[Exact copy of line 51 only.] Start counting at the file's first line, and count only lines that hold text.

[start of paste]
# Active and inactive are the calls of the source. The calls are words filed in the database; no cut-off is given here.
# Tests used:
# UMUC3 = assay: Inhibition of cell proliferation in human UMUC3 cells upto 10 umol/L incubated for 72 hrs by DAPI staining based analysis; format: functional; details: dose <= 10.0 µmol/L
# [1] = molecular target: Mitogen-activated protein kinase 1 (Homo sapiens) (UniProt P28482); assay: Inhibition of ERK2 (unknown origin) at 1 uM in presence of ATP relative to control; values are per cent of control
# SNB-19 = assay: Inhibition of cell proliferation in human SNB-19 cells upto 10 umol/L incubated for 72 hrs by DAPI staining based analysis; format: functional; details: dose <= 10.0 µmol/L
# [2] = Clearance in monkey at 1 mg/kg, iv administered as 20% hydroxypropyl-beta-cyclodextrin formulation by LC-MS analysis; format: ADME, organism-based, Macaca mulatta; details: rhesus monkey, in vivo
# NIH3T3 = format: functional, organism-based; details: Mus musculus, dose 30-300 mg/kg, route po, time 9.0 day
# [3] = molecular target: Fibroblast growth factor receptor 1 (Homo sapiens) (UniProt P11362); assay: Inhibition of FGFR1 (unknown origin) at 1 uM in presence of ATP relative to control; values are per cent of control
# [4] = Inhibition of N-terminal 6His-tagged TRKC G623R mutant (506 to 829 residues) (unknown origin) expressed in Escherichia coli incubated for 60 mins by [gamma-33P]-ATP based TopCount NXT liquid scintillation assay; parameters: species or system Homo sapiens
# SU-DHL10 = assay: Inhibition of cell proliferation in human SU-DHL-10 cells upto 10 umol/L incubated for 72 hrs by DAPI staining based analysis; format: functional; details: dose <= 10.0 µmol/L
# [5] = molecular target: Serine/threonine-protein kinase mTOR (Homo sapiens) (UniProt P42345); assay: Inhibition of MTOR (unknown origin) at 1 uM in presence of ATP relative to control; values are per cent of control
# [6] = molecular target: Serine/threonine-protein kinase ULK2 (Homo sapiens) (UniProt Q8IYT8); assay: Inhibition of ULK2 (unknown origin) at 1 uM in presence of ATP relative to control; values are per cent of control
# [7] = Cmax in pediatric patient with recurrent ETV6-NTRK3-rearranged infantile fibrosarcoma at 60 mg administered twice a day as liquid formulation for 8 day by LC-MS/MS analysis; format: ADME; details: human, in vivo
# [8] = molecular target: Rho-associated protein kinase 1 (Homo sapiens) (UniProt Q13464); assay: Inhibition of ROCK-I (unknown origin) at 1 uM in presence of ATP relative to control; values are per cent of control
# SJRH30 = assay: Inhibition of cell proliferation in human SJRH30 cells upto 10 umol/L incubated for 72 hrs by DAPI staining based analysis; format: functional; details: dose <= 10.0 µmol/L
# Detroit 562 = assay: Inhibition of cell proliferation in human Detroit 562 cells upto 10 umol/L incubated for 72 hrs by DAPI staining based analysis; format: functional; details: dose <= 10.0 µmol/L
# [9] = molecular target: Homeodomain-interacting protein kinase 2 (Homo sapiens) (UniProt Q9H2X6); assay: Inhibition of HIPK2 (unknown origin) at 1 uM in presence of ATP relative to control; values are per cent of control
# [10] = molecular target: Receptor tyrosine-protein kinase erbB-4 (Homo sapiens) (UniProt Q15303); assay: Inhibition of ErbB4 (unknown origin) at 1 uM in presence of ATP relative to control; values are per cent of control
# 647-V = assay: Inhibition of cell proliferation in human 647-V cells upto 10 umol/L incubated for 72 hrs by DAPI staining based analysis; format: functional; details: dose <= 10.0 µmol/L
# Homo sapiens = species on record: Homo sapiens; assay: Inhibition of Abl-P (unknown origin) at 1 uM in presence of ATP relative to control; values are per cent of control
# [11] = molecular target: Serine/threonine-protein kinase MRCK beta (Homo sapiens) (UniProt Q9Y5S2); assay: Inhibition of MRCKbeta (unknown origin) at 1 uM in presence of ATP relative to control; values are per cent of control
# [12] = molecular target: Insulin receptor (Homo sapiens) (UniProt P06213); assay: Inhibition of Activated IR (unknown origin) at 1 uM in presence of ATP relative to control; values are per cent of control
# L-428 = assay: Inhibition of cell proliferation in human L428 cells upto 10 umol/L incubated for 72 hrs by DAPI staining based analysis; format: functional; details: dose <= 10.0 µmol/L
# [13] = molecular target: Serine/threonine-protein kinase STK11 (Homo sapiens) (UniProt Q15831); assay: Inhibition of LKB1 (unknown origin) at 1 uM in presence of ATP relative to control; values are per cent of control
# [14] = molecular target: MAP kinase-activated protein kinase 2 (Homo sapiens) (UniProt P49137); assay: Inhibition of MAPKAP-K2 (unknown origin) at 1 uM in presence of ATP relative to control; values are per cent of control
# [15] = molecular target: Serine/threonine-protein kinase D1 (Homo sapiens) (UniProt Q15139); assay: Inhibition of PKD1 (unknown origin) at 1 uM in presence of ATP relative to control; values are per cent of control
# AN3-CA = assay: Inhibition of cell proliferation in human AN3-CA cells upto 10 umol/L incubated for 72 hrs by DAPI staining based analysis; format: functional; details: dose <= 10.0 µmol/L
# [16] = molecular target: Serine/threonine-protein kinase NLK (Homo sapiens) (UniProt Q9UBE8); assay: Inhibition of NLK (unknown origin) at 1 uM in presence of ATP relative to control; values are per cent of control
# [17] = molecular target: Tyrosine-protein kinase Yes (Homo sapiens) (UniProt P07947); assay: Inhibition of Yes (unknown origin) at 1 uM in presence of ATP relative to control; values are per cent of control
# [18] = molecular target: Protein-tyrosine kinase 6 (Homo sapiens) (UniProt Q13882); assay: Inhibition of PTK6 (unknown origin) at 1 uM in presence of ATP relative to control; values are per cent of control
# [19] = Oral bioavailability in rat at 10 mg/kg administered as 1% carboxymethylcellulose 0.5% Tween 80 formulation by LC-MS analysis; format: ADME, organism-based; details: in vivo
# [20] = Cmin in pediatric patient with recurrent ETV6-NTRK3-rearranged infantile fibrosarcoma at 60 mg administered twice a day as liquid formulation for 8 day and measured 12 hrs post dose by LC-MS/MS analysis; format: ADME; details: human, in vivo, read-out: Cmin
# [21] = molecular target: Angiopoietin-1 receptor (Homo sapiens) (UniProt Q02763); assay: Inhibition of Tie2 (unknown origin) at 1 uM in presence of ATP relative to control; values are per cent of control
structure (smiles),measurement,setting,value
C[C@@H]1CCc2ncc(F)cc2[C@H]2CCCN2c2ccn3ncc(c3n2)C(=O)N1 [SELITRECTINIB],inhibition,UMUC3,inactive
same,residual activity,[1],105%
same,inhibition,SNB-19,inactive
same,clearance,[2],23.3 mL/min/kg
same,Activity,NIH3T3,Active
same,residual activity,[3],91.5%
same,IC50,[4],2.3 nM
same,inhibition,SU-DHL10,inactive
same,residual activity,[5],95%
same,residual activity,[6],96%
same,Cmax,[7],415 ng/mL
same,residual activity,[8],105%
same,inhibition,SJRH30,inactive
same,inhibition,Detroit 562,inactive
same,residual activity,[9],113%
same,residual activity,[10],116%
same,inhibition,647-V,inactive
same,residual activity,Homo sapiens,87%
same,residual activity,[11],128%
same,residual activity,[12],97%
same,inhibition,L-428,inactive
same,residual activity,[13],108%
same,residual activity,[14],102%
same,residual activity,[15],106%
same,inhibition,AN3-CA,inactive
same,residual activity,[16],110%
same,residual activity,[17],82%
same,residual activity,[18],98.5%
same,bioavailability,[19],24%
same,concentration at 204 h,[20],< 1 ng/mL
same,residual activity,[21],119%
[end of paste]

same,inhibition,647-V,inactive